Menial and romantic

A Mixture of Frailties, Susie MacMurray

A Mixture of Frailties, Susie MacMurray

If you want to marvel at how rubber gloves and fishhooks can be turned into fascinating works of art, check out Susie MacMurray’s current show at Danese Corey. The gallery opened in a new location only a few weeks ago. I stumbled onto it last Thursday while walking past its large street-level windows on West 22nd. I was on my guard against the cool, impersonal feel of the show, which at first had the familiar white-cube redolence of chilly and cerebral, high-end formalities, but it won me over. It’s a beautiful show in a wonderful and much larger space than Danese used to occupy, and the place is perfectly suited to MacMurray’s spare, less-is-more constructions. The artist’s ability to create a sense of poised expectancy out of the most ordinary and humble materials is remarkable. She works in a repetitive range of shapes, using craft shop and household supplies: dollops and teardrops of wax, thin-gauge wire, hooks, hairnets, rubber kitchen gloves, air compressor hoses, and—my favorite—knitting pins. She returns again and again to a tight range of materials: fishhooks, wax teardrops and the knitting pins. In a few cases, her work reflects her previous career as a musician, such as the assembly of those pins dollopsbearing what look like conical spinning tops made of wax. Arranged in dozens across one wall, they suggest, collectively, the lines and clefs of musical notation. These slight, long pins have small eyes, like skewer handles, which she pierces with her fishhooks bearing much larger dollops of wax. Rows of those identical dollops dangle in mid-air like topsy-turvy raindrops—or pendant earrings. Those pins, though, are alive. They bristle from a wall like acupuncture needles, arching as they seem to pull back against gravity.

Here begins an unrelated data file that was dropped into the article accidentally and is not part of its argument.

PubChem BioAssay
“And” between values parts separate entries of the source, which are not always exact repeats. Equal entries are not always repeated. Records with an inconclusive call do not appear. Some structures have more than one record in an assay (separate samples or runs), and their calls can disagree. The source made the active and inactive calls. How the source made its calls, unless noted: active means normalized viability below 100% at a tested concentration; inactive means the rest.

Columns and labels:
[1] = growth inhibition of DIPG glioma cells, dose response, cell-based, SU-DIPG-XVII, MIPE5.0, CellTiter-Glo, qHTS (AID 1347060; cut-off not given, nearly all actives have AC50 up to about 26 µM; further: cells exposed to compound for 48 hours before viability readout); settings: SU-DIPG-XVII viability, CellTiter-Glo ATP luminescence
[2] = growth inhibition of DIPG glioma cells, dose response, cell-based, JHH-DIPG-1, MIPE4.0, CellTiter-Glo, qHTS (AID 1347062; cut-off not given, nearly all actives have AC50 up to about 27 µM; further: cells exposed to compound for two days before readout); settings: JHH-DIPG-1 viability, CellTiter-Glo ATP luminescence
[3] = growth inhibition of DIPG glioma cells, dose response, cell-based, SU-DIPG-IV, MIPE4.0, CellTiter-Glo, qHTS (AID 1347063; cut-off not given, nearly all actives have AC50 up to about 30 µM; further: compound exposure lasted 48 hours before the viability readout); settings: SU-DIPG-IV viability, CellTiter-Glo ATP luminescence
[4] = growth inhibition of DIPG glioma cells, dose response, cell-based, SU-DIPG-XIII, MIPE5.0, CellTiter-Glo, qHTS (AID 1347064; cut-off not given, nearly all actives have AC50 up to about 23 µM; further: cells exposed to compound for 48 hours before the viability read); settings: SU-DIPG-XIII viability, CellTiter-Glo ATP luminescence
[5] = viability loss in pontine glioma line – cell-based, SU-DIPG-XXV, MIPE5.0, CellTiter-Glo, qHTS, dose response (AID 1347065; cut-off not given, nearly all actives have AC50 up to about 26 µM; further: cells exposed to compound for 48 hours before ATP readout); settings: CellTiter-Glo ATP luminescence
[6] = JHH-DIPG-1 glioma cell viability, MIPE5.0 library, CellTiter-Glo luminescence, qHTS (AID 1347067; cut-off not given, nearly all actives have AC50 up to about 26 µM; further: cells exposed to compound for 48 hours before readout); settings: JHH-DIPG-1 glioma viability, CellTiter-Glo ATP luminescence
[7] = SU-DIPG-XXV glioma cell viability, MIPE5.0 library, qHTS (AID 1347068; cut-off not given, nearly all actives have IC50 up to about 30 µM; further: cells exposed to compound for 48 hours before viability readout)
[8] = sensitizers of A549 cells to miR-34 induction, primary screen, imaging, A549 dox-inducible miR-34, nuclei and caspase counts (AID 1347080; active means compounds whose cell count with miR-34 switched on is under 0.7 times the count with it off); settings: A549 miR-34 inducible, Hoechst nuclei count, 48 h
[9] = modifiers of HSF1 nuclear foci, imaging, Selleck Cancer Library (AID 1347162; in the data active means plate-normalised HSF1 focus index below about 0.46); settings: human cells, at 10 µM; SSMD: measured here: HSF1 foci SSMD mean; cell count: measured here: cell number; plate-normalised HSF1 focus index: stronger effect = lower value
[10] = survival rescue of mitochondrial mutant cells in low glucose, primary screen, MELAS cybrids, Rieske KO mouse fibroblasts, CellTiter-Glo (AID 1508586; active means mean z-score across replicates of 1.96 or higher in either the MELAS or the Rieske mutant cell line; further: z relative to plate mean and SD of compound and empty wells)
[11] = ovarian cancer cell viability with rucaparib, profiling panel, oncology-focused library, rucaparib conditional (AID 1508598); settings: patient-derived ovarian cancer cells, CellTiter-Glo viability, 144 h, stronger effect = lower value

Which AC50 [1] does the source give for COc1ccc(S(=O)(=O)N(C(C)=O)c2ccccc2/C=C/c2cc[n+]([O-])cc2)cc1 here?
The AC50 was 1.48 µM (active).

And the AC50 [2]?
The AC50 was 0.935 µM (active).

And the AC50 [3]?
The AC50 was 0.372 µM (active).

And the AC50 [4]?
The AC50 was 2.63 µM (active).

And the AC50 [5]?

As in so much of her work, there’s an energy in the paucity of means. The show is almost devoid of color: all black, silver, milk, cream, and gray. An emotional impact radiates quietly from the effect of seeing something that almost isn’t there—so much of the work relies on a sense of empty space around and within her shapes. What could be a black beehive with stinging defenders swooping down and out, leaving black trails in their wake, could also be a dead peacock, with only tiny fishhook eyes in its furled tail. The whole thing could also be a swollen cat ‘o nine tails. Her work is often ominous and strangely sexual but always elegant and beguiling. The grandest of all is the life-sized formal gown she created out of 1400 latex work gloves. It flows down the hourglass torso of its tailor’s mannequin, into which, presumably, each glove has been carefully stapled or glued. Only the fingertips of the gloves show in shingled tiers that flow downward to the floor and then spread out in all directions. It’s a dazzling transformation, and yet . . . all those fingertips with no one’s hand to hold. (There is another way to interpret those limp shapes as well, in just as forlorn a way.) There’s a poignancy in her choice of materials— commonplace elements of manual labor, much of it for what used to be called “women’s work”—and when you recognize this, the show begins to glow with a kind of fairy-tale magic. In this room, a prince might turn his head to study a woman wearing the gloves she used to wash dishes for a thousand and one nights before she stitched them into a gown. (The drapes, apparently, weren’t available.) Everything here has its own Cinderella resume, its own double life—both menial and romantic. As in every good fairy tale, the enchantments have little hints of penalty around the edges, but they’re harmless, fixed in place. The snake curled up on the floor has no head and only chainmail aluminum scales, assembled by hand.  The housework is only a dim memory. The hooks and pins won’t snag anyone’s finger here where touching isn’t allowed.

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